A key action for FRGC in the future is highlighting the important role that passive systems like fire-rated glass and framing play in balanced fire protection and building compartmentalization. The building industry is seeing an increasing reliance on active systems—like sprinklers—as the main line of defense against fire, but an adequate fire-protection plan requires both passive and active systems. Sprinklers have saved many lives, but to rely on them alone is not sufficient as there is a risk of failure due to mechanical, maintenance or human issues. Fire-rated glazing, on the other hand, provides reliable back-up protection, dividing buildings into compartments that can slow or stop the spread of fire. It’s a design approach that firefighters recognize and support. FRGC will continue to educate design professionals and code officials on the need for using passive systems.

We can also serve as an industry resource as glazing technology further evolves. Not too long ago, polished wired glass was the industry standard for fire-rated glazing, and now we have a range of specialty products like glass ceramics, transparent wall panels and laminates. There are materials that not only block flames and smoke, but also resist transfer of radiant heat to help protect building occupants, offer bullet resistance, and even boost energy savings. As new glazing and framing materials or product make-ups are developed, it will be necessary to help design professionals use them most effectively. Again, education, product testing and labeling are the key. 

Q. Could you update us on the latest fire-rated code developments? 

The biggest code issue related to fire-rated glazing is broader adoption of the 2006 IBC, which eliminates the use of traditional polished wired glass in hazardous locations. The code now prohibits wired glass in doors, sidelites, windows near the floor, and other areas where it is susceptible to impact from people. Fire-rated glass in these applications must now also meet impact safety ratings. More jurisdictions are adopting the code, including California, where it took effect on January 1 this year.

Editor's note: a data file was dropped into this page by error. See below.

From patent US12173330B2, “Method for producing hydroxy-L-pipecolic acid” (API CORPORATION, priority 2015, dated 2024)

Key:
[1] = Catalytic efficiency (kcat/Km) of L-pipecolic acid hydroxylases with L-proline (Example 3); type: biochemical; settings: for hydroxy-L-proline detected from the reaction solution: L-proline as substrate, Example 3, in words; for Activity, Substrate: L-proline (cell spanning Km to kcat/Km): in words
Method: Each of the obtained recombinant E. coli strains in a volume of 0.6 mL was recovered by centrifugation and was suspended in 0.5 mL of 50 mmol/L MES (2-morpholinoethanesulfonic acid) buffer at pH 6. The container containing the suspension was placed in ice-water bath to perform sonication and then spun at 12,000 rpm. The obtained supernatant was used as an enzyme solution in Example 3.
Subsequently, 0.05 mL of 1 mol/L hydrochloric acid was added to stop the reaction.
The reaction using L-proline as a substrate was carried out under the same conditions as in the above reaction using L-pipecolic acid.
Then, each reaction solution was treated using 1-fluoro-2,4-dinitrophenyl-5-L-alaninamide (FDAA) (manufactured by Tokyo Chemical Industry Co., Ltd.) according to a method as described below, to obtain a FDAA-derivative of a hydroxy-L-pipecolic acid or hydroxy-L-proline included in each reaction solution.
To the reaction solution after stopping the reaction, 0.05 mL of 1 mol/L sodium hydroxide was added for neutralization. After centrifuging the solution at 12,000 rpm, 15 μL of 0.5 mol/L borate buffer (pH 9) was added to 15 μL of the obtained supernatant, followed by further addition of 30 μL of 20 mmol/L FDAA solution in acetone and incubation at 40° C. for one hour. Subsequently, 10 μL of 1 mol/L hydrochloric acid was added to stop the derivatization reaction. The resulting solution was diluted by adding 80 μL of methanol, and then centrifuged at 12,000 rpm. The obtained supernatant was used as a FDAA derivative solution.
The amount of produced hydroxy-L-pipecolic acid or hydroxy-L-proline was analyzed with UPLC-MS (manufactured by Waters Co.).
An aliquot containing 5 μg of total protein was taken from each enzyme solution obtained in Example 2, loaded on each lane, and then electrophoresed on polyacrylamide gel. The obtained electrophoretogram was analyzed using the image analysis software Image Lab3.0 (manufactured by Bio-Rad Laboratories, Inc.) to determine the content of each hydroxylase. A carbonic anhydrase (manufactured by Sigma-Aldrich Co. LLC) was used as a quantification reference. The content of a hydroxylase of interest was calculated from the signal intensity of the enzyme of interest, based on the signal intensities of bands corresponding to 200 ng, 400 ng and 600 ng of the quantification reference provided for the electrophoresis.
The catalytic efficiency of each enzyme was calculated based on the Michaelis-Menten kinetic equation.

Fire-rated glazing also received a good deal of attention through the latest round of code reviews at the International Code Congress (ICC). There were a number of code change proposals to lessen the hose stream test requirements for fire-rated glazing. However, following review and discussion of the proposals, the ICC in February rejected them. The ICC reaffirmed the importance of the hose stream for evaluating the integrity of materials and constructions—something the majority of FRGC members believes is important to retain.

Labeling also continues to be a big focus in the codes. As I mentioned, FRGC is working to help ensure consistent application of the existing labeling system. We’ll be actively involved where appropriate to provide expertise and insights as this issue is discussed in any future code hearings. 

Jerry Razwick is founder and president of Technical Glass Products (TGP), a distributor of specialty glass and framing as well as architectural products. He has been a glass factory agent in foreign and domestic markets for over 25 years and has served on the Industry Advisory Committee for Underwriters Laboratories Inc., and is an active member of AIA, CSI and GANA. 

Architects' Guide to Glass & Metal